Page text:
Saturday, May 25, 2024

WEEKENDER: The Strange World of Wine Buying, by Wiggia

It’s that time of the year again, en primeur is upon us in the strange world of wine.

Recent facts about over-production, changes in drinking habits and a wider world supply base of wine have finally come together and brought to a shuddering halt the ever rising price for top of the range wines, as in some countries vineyards are being grubbed up sold off and vignerons getting out of the business altogether. This has been in the offing for some years. A change in the drinking habits particularly of the young has meant that certain areas started to grub up vineyards some time ago; the sherry region in Spain started the process a while back when the bulk sherry market collapsed, it resulted in the bigger outfits changing over to producing still wine.

How long that will be sustainable is anyone's guess with an already overloaded market. The grubbing up of vineyards has affected many countries not just France, Australia and the USA: South America and others are also going this route with governments paying owners to leave the land fallow or plant other crops.

This is no different to other agricultural products that are affected by changing markets, weather and the pound in your pocket, but somehow wine is viewed differently by the cognoscenti, though even they are now being influenced, at the moment in a good way, by falling prices in the strange world of ‘en primeur’.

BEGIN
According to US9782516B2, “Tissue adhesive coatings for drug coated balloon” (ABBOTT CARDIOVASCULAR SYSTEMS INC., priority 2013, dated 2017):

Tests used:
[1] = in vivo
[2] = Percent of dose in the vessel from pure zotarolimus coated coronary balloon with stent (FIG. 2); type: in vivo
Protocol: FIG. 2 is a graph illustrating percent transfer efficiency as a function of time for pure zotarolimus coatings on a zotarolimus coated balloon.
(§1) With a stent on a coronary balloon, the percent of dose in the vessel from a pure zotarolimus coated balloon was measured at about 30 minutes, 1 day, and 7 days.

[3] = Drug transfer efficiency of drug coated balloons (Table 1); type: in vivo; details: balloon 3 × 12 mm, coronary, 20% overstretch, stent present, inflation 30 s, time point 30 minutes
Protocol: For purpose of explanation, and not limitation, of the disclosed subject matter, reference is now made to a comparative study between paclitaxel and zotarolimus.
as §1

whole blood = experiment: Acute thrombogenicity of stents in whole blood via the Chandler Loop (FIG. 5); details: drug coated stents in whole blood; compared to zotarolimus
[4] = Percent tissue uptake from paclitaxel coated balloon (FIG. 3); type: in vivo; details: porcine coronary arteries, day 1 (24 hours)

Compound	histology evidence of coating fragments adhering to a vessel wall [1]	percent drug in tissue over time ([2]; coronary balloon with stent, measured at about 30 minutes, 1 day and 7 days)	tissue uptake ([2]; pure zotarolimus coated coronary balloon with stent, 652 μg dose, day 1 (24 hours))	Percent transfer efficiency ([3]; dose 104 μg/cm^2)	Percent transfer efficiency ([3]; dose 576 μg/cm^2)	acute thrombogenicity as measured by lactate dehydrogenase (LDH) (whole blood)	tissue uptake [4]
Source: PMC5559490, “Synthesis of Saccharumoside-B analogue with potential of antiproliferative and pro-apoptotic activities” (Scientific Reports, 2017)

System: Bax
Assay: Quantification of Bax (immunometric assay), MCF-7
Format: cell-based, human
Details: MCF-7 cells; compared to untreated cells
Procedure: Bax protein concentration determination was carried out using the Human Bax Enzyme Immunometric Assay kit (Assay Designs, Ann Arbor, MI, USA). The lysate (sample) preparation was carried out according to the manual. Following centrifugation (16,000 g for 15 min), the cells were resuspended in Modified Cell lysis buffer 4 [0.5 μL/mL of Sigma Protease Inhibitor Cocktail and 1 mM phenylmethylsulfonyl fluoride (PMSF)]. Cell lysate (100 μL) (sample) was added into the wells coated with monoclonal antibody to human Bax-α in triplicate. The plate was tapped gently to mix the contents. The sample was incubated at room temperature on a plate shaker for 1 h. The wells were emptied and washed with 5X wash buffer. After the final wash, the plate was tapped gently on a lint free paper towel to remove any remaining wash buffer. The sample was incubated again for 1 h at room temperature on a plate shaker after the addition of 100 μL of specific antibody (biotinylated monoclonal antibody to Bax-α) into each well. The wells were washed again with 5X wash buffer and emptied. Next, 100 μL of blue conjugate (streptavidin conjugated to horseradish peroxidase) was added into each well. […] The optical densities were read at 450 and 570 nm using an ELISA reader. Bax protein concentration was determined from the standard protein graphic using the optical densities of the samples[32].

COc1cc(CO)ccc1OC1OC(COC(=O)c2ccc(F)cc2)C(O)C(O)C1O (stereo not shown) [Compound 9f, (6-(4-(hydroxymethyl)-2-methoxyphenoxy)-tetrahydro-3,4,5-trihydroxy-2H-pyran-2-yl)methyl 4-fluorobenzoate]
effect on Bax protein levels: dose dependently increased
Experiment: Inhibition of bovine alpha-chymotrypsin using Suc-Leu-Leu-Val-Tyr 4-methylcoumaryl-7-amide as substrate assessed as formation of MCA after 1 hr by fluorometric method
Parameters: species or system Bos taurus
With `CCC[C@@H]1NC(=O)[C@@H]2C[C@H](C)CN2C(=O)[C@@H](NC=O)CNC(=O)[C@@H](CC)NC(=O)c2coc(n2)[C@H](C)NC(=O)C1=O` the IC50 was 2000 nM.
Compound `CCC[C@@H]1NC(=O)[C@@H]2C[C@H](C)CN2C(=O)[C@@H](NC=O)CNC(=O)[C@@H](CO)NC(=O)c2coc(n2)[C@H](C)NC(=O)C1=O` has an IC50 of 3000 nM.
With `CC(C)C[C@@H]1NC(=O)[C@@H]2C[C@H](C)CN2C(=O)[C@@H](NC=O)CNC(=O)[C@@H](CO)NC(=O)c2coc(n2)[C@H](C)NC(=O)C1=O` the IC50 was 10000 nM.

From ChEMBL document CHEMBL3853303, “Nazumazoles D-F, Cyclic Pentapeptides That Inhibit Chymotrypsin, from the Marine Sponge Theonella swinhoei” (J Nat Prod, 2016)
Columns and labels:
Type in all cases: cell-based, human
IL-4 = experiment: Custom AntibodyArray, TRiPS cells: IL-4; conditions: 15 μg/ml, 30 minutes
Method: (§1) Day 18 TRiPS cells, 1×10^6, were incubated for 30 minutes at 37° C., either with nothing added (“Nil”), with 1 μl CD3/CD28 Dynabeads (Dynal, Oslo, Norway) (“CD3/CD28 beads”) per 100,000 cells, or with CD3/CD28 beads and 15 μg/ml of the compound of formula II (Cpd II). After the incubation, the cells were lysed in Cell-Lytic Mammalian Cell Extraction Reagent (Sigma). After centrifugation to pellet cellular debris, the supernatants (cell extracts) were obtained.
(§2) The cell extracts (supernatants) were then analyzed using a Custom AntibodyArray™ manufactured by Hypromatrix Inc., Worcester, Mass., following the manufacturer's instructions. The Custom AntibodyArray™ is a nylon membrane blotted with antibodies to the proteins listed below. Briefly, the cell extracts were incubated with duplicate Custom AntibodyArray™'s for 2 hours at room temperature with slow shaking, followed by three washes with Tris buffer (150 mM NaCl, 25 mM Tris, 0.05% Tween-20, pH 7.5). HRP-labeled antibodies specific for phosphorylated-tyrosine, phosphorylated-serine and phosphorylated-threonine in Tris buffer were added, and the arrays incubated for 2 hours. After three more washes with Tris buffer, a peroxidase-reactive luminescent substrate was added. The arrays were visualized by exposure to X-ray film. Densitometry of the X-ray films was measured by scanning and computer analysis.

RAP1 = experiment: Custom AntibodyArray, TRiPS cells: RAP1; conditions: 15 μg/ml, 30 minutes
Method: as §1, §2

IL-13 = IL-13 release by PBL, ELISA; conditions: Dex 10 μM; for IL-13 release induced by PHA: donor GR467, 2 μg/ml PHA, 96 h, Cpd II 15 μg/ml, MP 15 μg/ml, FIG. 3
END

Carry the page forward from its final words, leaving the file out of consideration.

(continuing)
Wiki gives as good a definition of en primeur as anyone:
“En primeur or "wine futures", is a method of purchasing wines early while the wine is still in the barrel. This offers the customer the opportunity to invest before the wine is bottled. Payment is made at an early stage, a year or 18 months prior to the official release of a vintage. “
The above is of course a complete scam. Who pays in advance for a product that is not even in bottle let alone ready to drink? The trade of course: growers, negotiants and sellers make much of the system as a way of getting , if you are lucky, hard to acquire wines, and those desirable small output ‘luxury’ wines for drinking when mature. Burgundy tops the list and ticks all the boxes in that respect.

Well yes, those small output sites that fit the description have for years been able to name their price and en primeur has become the only way of getting your hands on a few bottles of the supposed elixir. I have to confess, in the past I also fell for this scam and did so with the knowledge that hopefully the increase in prices over time would benefit my bank balance as well as having some luvly stuff (with luck) to sup in my dotage.